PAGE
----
PLANNING a staycation or even just a daytrip this summer? Bear in mind that your dream destination could be closer than you imagined. As an island nation, we boast an abundance of wonderful beaches but those on the western seaboard are particularly magical. TripAdvisor recently looked at which Irish beaches made the most impact on visitors and the results were overwhelmingly in favour of those found along the Wild Atlantic Way.
Nine out of 10 of the favoured Irish beaches on the hugely popular website are to be found here - and these treasures are but a small sample of the sensational Wild Atlantic Way beaches that connect with visitors time and time again.
Inch Beach, Co Kerry
Don’t be fooled by the name: there’s nothing tiny about this stunning place on the Dingle Peninsula. It enjoyed worldwide prominence in Ryan’s Daughter, yet even the great David Lean couldn’t do justice to a place of such elemental beauty and framed by Dingle Bay and Kerry’s soaring mountains.
What they said on TripAdvisor: “Spectacular, windswept, stunning… ideal for blowing the cobwebs away!” “Anyone who is not blown away by Inch is not awake.”
Banna Strand, Co Kerry
A gorgeous sweep of sand and only a short drive from Tralee, it remains marvellously unspoiled and the perfect place for a bracing walk at any time of the year. It’s got historical associations too thanks to its connection with the Easter Rising. Roger Casement attempted to land arms here - but failed.
What they said on TripAdvisor: “My favourite place in Kerry”; “This is a must while travelling in the Dingle Peninsula”; “Stunning, open place - several kilometres of great walking.”
Coumeenoole, Co Kerry
One of the sumptuous, widescreen locations for Ryan’s Daughter, this beach truly feels like the edge of Ireland. It’s located on Dingle Peninsula’s Slea Head, the most westerly part of the country, and a place celebrated for its great drives. What they said on TripAdvisor: “It has stunning sea views and the waves are magnificent”; “The views of the sea and the Blasket Islands are breathtaking”; “Stunning location - the perfect place to be.”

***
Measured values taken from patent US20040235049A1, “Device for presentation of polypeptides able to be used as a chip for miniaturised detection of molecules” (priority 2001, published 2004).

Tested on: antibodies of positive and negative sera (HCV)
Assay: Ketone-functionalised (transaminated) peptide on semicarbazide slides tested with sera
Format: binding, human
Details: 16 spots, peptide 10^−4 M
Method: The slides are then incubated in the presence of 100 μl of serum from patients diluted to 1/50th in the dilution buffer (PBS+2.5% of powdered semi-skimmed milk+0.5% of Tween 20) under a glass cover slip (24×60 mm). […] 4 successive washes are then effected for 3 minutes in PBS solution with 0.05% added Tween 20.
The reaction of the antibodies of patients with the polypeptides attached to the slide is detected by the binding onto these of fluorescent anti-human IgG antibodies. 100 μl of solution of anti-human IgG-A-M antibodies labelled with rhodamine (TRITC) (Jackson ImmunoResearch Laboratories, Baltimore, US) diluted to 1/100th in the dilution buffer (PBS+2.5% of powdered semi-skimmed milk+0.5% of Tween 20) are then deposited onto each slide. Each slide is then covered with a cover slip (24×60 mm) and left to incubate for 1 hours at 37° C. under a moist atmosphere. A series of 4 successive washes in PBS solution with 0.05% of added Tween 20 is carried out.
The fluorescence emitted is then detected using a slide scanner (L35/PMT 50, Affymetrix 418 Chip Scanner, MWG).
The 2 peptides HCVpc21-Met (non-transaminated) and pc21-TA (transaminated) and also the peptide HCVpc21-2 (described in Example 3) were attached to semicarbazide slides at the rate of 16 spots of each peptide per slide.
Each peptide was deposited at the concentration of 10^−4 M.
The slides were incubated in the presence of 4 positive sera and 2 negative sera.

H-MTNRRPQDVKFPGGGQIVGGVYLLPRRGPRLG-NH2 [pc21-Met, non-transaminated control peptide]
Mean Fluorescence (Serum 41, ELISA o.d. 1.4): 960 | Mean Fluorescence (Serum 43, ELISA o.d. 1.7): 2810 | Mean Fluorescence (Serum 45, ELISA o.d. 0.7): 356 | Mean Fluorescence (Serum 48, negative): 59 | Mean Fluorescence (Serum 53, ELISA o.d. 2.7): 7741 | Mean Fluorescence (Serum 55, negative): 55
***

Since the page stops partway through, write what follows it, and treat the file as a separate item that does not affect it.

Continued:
Derrynane, Co Kerry
It’s one of the best loved of the Kingdom’s beaches, and yet even on the hottest of summer days you can feel as though you have part of this beautiful, rugged place to yourself. No visit is complete without a stop-off at Derrynane House and National Park - Daniel O’Connell’s ancestral home and its splendid grounds.
What they said on TripAdvisor: “A great place for a walk on the beach in stunning surroundings”; “It is a little off the beaten track, but... all the good places are!”
Dog's Bay, Co Galway
A pristine, secluded beach in the heart of the Connemara Gaeltacht, getting here couldn’t be easier: it’s a five-minute drive from the picturesque fishing village of Roundstone. Stroll over the sand dunes and you can feel as though you have the beach all to yourself and when the tide is out there’s a great expanse of sand.
What they said on TripAdvisor: “A very beautiful, special place that could be California, such is the whiteness of the sand”; “It’s simply one of the best places in the world, no question.”
Inchydoney, Co Cork
Everyone who visits this acclaimed Blue Flag beach close to Clonakilty in West Cork mentions the same thing: it’s simply perfect for walking - walking with friends, by yourself or with the dog. When the tide is out its possible to walk for miles here and the superbly located Inchydoney Lodge & Spa can help you rewind even more.